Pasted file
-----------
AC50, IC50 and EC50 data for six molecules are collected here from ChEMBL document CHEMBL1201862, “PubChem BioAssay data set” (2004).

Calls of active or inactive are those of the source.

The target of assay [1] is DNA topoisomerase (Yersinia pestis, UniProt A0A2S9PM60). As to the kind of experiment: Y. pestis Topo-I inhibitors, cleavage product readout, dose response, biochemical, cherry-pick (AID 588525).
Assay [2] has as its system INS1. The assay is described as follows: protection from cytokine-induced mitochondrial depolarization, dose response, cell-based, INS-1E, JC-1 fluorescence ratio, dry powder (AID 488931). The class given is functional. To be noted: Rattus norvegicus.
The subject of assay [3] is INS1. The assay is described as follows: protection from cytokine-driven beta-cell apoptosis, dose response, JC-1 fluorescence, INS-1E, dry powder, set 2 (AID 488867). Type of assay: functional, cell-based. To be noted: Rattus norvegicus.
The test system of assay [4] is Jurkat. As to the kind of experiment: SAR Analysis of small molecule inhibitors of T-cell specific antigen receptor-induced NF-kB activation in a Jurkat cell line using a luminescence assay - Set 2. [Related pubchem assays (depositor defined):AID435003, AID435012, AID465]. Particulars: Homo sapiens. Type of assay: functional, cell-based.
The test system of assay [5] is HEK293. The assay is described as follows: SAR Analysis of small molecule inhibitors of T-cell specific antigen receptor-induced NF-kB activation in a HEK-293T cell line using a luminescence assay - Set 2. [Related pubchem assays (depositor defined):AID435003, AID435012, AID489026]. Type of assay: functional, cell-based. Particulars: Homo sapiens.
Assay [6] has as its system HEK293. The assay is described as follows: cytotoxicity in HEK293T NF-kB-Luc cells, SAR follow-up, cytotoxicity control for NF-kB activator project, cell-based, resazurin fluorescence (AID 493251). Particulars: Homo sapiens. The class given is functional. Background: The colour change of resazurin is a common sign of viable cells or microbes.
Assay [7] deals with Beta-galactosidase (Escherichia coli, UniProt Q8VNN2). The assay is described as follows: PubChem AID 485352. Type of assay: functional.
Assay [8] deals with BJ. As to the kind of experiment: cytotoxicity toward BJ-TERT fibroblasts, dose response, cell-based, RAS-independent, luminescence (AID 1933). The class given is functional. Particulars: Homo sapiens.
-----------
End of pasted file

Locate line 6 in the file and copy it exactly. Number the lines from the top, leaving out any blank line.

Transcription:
The test system of assay [4] is Jurkat. As to the kind of experiment: SAR Analysis of small molecule inhibitors of T-cell specific antigen receptor-induced NF-kB activation in a Jurkat cell line using a luminescence assay - Set 2. [Related pubchem assays (depositor defined):AID435003, AID435012, AID465]. Particulars: Homo sapiens. Type of assay: functional, cell-based.